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Search results for "Medicaid" ...

  • GMA Gets Answers

    This series takes a hard look at the problems Americans are facing with insurance carriers, both public and private. In each story, Anchor Chris Cuomo profiles people fighting battles against insurance companies that are denying their claims. The investigators tried to get answers to claimants' questions about why their claims were being denied, even though they appeared to be following their insurance policy rules to a tee. They found that many consumers find themselves enmeshed in a complex and confusing system that allows insurers to wrongfully deny or delay claims with little possibility of penalty.
  • Prescription for Profit

    Conditions in the county hospital were deplorable, a culture of callousness pervasive and impoverished patients faced many barriers to care. Yet the system is rolling in money, primarily because it raised rates so that it could game federal Medicaid money that was supposed to help the poor. Rather than using it for that purpose, the taxpayer-financed system banked the money or invested it to try to attract insured patients, as highlighted by decisions to purchase a boutique hospital and a clinic in a high-income area. Officials of the healthcare system also misled the public, the hospital board and county officials about the finances and conditions in the hospitals and clinics.
  • Unapproved Drugs

    The government is paying millions for risky medications that have never been reviewed for safety and effectiveness but are still covered under Medicaid, an Associated Press analysis of federal data has found. Tax payers have shelled out at least $200 million since 2004 for such drugs. Yet the Food and Drug Administration says unapproved prescription drugs are a public health problem, and some unapproved medications have been dozens of deaths. Millions of private patients are taking them as well, and their availability may create a false sense of security. The AP analysis found that Medicaid, which serves low-income people, paid nearly $198 million from 2004 to 2007 for more than 100 unapproved drugs. Data for 2008 were not available but unapproved drugs still are being sold. The AP checked the medications against FDA databases, using agency guidelines to determine if they were unapproved. The FDA says there may be thousands of such drugs on the market. The medications are mainly for common conditions like colds ad pain. They date back decades, before the FDA tightened its review of its review of drugs in the early 1960s. The FDA says it is trying to squeeze them from the market, but conflicting federal laws allow the Medicaid health program for low-income people to pay for them.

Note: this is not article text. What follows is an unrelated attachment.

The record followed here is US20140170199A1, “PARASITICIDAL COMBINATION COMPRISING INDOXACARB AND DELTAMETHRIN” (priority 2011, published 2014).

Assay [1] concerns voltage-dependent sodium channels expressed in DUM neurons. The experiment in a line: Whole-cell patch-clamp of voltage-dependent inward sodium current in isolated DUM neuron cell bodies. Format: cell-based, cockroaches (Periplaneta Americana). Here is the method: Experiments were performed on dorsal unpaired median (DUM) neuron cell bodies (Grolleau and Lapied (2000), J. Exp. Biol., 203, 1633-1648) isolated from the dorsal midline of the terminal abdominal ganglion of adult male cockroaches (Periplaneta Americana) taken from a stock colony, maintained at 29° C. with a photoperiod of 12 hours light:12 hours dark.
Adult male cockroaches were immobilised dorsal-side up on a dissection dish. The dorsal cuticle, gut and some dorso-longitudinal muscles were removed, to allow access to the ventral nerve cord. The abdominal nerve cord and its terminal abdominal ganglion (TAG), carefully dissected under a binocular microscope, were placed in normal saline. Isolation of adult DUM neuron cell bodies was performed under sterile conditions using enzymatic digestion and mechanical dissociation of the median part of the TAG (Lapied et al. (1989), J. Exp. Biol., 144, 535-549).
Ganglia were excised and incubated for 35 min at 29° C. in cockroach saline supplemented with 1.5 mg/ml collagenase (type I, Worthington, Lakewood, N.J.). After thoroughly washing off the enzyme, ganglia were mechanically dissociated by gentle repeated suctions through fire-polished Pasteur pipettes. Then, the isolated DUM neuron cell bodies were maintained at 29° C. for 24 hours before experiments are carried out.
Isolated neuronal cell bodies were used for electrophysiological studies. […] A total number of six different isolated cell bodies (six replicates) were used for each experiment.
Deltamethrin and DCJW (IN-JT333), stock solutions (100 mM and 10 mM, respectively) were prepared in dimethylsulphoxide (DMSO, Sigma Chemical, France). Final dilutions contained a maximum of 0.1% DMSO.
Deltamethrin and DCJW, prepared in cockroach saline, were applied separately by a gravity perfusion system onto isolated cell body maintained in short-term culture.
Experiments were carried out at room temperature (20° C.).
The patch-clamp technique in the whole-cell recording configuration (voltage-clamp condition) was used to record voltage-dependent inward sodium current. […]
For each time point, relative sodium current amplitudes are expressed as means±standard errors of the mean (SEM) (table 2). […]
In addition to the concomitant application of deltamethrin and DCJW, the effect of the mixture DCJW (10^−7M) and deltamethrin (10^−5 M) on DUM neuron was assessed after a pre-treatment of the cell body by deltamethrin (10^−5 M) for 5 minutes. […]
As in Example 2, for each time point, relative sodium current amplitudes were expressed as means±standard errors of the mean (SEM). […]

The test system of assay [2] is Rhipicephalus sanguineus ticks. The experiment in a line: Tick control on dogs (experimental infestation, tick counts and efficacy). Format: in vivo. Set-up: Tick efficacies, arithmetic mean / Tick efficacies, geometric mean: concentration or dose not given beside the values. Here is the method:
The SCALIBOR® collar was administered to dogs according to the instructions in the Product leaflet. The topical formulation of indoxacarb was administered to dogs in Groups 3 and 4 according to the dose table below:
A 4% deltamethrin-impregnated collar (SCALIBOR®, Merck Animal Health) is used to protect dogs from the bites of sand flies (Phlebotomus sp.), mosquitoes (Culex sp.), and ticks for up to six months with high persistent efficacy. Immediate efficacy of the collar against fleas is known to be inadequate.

• Sick

    "'Sick' tells the story of eight individuals from around the country to examine what happens when people struggle to pay for their medical care. Along the way, it also tells the story of health insurance in America- how it evolved, how it operates today, and what's likely to happen to it in the future."
  • Coronary: A True Story of Medicine Gone Awry

    The book "investigated and documented the roles played by physicians, hospital administrators and corporate executives in a ten-year scheme to defraud Medicare and private insurers of tens of millions of dollars by performing unnecessary invasive tests and heart surgery" on patients.
  • EMS Taxi: Health Care Dysfunction on Wheels

    An analysis of the public records database found that Cleveland residents were calling 911 to be picked up by Emergency Medical Service ambulances for minor ailments. This is because dispatchers can't say no. The result is that response times are slow and the transportation is a high cost for the city.
  • Drilling for Dollars: Children's Dentistry Investigation

    After a five month investigation WJLA found that the leading chain of dental clinics, Small Smiles, for Medicaid children used assembly line treatment that rewarded profit over compassionate care. The parent company of Small Smiles "set daily production goals for its 63 clinics and gave enormous bonuses to the clinics that billed the most to Medicaid."
  • State of Decay: West Virginia's Oral Health Crisis

    West Virgina has the highest percentage of "older adults who have had all their natural teeth removed. The state's Medicaid program will pay for pulling teeth, but not saving them." Also "dentists were billing the state more for pulling low-income children's teeth than for cleaning them."
  • Infant Mortality in the South

    In 2005 Mississippi infant mortality has "shot up" by 18 percent. Despite the large increase, "the only substantial change that affected public health in Mississippi in 2005 was Governor Haley Barbour cutting the Medicaid roles by 19 percent when he implemented restrictive eligibility guidelines."
  • Health-Care Goldmines

    Workers are having to pay more for health insurance or having to drop covearage completely because of rising health care, which increases the numers of unisured people. The secret tactics of how the health insurers, pharmacy benfit managers, and others help to boost profits in isurance is exposed in this series.